State PIRGs' Higher Education Project
218 D Street SE
Washington, DC 20003
(202) 546-9707

Ivan Frishberg

Ellynne Bannon


United States Student Association
State PIRGs' Higher Education Project

March 19, 2002

The Honorable Kent Conrad, Chairman
Senate Budget Committee
530 Senate Hart Office Building
United States Senate
Washington, D.C. 20510
The Honorable Pete Domenici, Ranking Member
Senate Budget Committee
328 Senate Hart Office Building
United States Senate
Washington, D.C. 20510

Dear Mr. Chairman and Senator Domenici,

We are writing to express our concern about the President's proposal to change Section 458 of the Higher Education Act—a mandatory account that provides $780 million a year for student aid management—to a discretionary fund. We are concerned that any change may disrupt the administration of student financial aid programs and place them in financial risk.

The Federal student financial aid programs serve eight million students and parents. The programs are expansive and their day-to-day management has a tremendous impact on students' and families' abilities to navigate financial aid programs and find the funds they need to pay for college.

Currently Section 458 provides funds to: process more than 10 million federal financial aid applications; disburse $67 billion in financial aid; oversee the participation of more than 6,000 schools, 3,500 lenders, dozens of guaranty agencies, accrediting agencies, and state agencies; and collect $85 billion in outstanding direct loans.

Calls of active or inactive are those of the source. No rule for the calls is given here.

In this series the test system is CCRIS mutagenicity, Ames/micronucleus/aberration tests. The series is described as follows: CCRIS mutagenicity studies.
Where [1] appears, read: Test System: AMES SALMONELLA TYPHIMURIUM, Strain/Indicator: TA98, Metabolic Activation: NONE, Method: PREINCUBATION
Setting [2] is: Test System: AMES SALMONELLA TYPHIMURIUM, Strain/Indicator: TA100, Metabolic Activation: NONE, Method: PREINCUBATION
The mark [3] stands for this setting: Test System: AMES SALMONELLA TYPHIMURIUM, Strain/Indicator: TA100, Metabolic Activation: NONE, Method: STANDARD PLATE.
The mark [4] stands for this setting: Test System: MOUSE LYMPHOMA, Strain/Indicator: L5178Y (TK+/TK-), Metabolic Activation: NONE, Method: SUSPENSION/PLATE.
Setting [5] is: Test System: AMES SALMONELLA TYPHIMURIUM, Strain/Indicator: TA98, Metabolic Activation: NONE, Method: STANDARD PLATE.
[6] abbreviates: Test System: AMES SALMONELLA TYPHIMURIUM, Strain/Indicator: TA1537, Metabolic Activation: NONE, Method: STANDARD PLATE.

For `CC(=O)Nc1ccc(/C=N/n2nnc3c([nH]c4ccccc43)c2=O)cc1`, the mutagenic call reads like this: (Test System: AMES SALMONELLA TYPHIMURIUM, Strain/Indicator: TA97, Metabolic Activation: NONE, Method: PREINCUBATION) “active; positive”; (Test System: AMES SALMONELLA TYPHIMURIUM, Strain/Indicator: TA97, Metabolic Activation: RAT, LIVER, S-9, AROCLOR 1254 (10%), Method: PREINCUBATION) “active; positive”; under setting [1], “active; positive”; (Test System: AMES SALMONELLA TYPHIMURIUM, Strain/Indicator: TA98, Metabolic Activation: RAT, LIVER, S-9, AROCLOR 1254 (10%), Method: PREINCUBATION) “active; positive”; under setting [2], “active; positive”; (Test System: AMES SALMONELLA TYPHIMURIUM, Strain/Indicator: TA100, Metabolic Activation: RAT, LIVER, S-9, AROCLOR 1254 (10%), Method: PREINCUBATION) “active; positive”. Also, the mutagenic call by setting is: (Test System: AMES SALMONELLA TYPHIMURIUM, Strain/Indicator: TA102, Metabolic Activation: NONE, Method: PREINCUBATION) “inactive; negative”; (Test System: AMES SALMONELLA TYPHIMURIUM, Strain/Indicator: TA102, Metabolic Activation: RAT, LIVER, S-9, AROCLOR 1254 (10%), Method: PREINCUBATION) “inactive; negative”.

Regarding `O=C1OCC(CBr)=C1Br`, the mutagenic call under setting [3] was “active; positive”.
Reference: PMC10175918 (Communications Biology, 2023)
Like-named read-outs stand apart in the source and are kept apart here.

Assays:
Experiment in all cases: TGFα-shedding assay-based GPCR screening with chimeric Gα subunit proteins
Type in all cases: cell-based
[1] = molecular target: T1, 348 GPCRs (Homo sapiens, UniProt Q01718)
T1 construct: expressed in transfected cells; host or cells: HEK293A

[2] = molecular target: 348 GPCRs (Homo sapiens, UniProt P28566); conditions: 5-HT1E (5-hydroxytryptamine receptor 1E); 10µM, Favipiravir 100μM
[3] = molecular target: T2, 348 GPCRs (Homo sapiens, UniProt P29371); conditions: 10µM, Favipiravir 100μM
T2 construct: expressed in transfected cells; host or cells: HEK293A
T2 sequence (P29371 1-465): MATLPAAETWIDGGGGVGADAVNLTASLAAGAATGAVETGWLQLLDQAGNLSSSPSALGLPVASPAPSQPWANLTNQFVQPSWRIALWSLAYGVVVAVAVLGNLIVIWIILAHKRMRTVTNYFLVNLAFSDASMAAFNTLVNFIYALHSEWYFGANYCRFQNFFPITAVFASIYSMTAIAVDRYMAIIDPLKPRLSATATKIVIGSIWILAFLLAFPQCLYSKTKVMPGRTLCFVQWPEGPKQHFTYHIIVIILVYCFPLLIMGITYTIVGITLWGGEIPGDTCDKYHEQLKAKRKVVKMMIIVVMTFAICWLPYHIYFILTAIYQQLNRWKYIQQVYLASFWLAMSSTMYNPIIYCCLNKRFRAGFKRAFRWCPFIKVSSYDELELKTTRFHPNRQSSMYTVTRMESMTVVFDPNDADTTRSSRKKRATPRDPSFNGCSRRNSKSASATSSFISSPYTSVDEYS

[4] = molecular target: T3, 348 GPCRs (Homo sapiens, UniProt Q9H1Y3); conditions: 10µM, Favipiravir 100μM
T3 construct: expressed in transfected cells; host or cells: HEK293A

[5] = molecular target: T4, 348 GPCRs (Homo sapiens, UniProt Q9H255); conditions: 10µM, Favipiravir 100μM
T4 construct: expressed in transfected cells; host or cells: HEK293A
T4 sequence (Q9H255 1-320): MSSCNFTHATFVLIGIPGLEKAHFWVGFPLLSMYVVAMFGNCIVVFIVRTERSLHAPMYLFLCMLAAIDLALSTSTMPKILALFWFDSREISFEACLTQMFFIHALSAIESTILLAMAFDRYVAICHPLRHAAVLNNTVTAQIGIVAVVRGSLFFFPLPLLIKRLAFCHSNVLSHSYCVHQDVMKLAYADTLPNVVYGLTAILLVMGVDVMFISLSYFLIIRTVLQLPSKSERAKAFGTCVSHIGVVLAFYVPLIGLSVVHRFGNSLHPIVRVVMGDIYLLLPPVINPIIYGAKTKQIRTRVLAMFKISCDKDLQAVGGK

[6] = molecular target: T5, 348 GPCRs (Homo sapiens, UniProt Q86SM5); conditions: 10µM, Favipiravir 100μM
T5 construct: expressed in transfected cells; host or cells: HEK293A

An important concept of the current law is that the administrative funds are tied to directly to loan volume. This ensures the appropriate amount of resources to effectively manage these programs.

Section 458 has made it possible to modernize student financial aid processes, eliminate backlogs and ensure stability of student aid programs. The Department of Education's Performance Based Office (PBO) has streamlined the financial aid application process, established an effective Ombudsman's office, and recovered more than $20 million in defaulted student loans. Ample administrative funding for these student aid programs is essential to ensuring their stability and quality.

It is crucial that the administration of student aid programs maintains forward momentum. With $280 billion in outstanding student loans at risk it is imperative that Congress maintain the stability of student aid programs and fully fund the administrative costs that make them work.

We urge you to support the current process of determining student aid administrative costs. Congress should safeguard the stability and quality of these important student aid programs to ensure access to higher education for all Americans.


Corye Barbour
USSA Legislative Director
Ellynne Bannon
State PIRGs Higher Education Advocate